I currently have a large queue of to-read books, but I am definitely adding the rest of the trilogy to my list!

Meet The Author

Oracus' Author: Paul Gaskill


 "Paul Gaskill is a fantasy author from the UK. He was born in 1991 and was educated at John Port School in Derby, where he took a liking to Mathematics. Fast forward a number of years and Paul studied Mathematics at University and then became a Financial Adviser, still in the city of Derby. Despite the career in numbers, Paul’s secret love was letters, and his novels were created during the evenings when everything finance during the daytime had been forgotten."


Nikki: What has your writing life been like until now?

Paul: Believe it or not, I studied Mathematics at University. And it was DURING my course that I started writing Oracus. I learned about numbers, and I wrote words in my spare time. 
I became a Financial Adviser, and I continued to write words in my spare time. 
Now, I write words. Maybe I should have realised sooner that writing novels was what I was made for!

Nikki: Is there any pre-existing mythology incorporated in your novel?

Paul: None whatsoever. Everything I write is completely original. Certain authors and their work have obviously influenced how and what I write, but I’m talking about people and places and creatures and races and cultures and politics and everything else. Whatever I create is the first of its kind. J.R.R.Tolkien’s Lord of the Rings created a foundation for Dwarves and Elves and Men, whilst J.K.Rowling’s Harry Potter is full of cleverly adapted versions of creatures that we already know. But you’ve never before heard of an Ulatori, or a Sashtram, or a Hazin’al before. Everything is fresh (except Humans, I guess). Check out my website if you want to know more; my illustrator has brought these races to life!

Returning to the original question: I have nothing but respect for authors who research mythology and other legendary elements in huge detail and incorporate them, without flaws, into their work. But I excel at doing things in a slightly different way.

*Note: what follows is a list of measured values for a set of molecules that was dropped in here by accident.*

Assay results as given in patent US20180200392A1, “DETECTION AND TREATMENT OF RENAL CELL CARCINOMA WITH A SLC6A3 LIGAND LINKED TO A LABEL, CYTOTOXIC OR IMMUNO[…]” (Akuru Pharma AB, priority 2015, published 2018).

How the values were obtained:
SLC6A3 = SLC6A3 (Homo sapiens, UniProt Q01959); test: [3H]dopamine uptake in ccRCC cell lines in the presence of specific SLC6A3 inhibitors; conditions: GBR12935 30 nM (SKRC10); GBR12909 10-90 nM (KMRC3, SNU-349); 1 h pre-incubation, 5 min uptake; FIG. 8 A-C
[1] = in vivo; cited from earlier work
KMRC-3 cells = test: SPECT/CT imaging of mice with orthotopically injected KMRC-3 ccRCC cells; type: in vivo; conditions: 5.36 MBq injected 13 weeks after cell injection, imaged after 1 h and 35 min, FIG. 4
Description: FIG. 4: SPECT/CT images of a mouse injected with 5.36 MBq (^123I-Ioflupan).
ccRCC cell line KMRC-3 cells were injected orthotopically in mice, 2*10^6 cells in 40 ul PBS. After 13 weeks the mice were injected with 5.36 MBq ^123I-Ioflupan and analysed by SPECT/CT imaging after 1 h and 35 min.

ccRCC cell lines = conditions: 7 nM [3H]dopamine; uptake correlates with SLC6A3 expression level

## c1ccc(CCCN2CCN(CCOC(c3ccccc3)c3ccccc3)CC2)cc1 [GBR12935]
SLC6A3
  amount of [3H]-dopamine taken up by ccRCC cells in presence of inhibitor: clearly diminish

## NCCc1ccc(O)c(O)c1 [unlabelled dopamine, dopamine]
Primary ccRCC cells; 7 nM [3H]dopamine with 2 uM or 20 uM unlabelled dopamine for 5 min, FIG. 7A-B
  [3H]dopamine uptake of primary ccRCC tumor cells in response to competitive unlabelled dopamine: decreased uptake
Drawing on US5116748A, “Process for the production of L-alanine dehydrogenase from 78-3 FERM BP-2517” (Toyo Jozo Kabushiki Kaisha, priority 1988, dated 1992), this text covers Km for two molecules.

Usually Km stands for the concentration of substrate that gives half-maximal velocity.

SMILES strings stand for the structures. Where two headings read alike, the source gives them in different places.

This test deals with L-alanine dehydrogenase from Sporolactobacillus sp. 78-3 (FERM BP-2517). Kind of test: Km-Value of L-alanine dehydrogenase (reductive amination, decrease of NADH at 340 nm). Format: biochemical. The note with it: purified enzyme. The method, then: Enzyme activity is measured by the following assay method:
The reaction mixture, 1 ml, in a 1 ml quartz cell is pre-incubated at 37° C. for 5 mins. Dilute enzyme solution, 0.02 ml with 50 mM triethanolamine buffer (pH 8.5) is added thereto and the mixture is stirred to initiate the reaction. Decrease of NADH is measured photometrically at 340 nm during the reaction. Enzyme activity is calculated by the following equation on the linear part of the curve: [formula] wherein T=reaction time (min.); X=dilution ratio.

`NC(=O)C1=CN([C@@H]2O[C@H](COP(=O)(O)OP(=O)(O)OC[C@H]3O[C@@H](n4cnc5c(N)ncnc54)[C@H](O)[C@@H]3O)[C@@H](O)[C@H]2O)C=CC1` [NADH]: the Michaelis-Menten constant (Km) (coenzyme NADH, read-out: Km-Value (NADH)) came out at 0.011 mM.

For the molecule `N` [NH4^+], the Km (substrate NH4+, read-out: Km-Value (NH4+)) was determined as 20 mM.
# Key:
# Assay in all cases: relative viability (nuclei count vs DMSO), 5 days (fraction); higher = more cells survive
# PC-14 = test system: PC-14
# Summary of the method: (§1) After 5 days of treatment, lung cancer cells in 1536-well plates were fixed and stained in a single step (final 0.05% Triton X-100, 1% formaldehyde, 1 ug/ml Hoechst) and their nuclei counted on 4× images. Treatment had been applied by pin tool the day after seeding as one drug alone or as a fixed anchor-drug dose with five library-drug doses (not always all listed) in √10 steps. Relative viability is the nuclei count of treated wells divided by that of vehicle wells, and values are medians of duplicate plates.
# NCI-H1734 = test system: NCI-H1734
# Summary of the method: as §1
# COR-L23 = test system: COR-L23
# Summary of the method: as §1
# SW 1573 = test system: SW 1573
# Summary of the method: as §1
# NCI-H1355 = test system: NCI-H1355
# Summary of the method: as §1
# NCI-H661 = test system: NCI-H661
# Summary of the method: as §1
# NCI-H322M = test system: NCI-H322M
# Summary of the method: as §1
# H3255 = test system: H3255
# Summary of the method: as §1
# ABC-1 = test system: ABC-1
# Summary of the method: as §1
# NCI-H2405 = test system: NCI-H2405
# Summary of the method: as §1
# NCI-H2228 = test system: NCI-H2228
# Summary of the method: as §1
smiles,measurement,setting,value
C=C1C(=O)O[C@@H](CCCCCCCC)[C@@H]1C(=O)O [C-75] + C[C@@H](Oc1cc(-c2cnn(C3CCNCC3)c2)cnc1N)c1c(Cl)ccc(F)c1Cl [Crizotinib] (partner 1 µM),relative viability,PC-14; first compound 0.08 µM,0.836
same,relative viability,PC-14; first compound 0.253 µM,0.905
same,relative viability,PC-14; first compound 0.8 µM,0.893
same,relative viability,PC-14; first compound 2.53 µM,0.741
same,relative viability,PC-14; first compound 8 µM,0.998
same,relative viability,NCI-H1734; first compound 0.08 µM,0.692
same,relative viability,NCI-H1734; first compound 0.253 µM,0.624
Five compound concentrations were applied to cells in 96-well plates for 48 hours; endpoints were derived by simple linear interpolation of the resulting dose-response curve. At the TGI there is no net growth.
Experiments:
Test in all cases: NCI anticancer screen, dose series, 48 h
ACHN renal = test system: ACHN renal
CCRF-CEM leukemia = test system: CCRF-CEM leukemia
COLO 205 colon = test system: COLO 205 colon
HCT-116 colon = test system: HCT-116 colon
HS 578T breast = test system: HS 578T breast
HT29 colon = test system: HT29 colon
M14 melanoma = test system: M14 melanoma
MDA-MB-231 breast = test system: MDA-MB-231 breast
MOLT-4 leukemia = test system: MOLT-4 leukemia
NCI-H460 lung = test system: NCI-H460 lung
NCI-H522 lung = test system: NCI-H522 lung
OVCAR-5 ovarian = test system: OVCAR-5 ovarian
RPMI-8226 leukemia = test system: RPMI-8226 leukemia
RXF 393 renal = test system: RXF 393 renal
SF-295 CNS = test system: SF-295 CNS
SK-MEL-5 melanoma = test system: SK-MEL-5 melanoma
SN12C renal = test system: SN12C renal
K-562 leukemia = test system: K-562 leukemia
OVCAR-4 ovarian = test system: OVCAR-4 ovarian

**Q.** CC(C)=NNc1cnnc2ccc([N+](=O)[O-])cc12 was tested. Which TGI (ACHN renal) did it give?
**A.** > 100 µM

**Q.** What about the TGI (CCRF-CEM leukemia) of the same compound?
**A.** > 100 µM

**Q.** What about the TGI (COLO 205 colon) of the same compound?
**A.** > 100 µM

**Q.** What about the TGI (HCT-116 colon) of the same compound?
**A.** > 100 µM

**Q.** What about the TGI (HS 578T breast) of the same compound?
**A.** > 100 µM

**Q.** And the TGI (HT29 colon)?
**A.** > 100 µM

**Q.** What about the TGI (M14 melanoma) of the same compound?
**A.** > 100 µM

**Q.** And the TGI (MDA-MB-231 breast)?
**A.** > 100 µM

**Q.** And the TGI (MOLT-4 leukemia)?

Nikki: Where did you get the idea of Lavorians from?

Paul: Lavorians are what started the Oracus Trilogy. They were the very first idea that began the whole process. I didn’t wake up one day and say “Hey, I’m gonna write a book!” I thought, “Ooh, these creatures have promise!”

I’ve always been an animal lover and I’ve always been a fantasy reader. Lavorians definitely bring the two together. Who wouldn’t like to have a pet with incredible powers who answers to them, and to them alone?

*An interesting extra point: a Lavorian was originally called a Parnorius. Unfortunately, its plural quickly became a problem. Should it be Parnoriuses or Parnorii? My dilemma persisted for several chapters until I changed the race’s name to Lavorian (and I breathed a sigh of relief).

Nikki: How was your experience with editing and getting a book cover as an Indie author?

Paul: Since I began writing I’ve had a close relationship with my illustrator who lives in the same city. A fantasy series of books isn’t the easiest of projects to supply for, so I’ve been fortunate to have a magician on my side. Every suggestion I have thrown at him has been somehow created in a way that was beyond even what I’d imagined. It’s something I will never take for granted. 

As for editing, I’m lucky in a way that I never realised before I began writing. My family members aren't the kind of people to give plaudits where undeserved. After I’d edited and improved my initial draft, family scrutinised it and made it clear that adjustments could be made. Oracus underwent a face-lift (as well as a few other bits of surgery) and came out as the polished edition that it is today. Critics will say that without having sent the series to a professional editor, it will never be as good as it could have been. I cannot judge that, so I guess the answer is solely in the reading.

Nikki: Are you currently working on anything?

Paul: Yes, I’m pleased to say that I am. During the writing of Oracus, I had composed an idea for a new project. As soon as Oracus was completed, I began to put that idea into writing. 
‘The Eleven’ will be an adult fantasy novel – a step away from the young-adult work that I have already had published. Originally, I had expected the project to be a series. Now, though, I’m considering publishing it as a solo epic novel. I hope this statement doesn’t set the bar of expectation too high, but ‘The Eleven’ will be phenomenal.

You can catch up with Paul Gaskill at the links below!

Thanks for joining us today Paul, it was a pleasure having you here!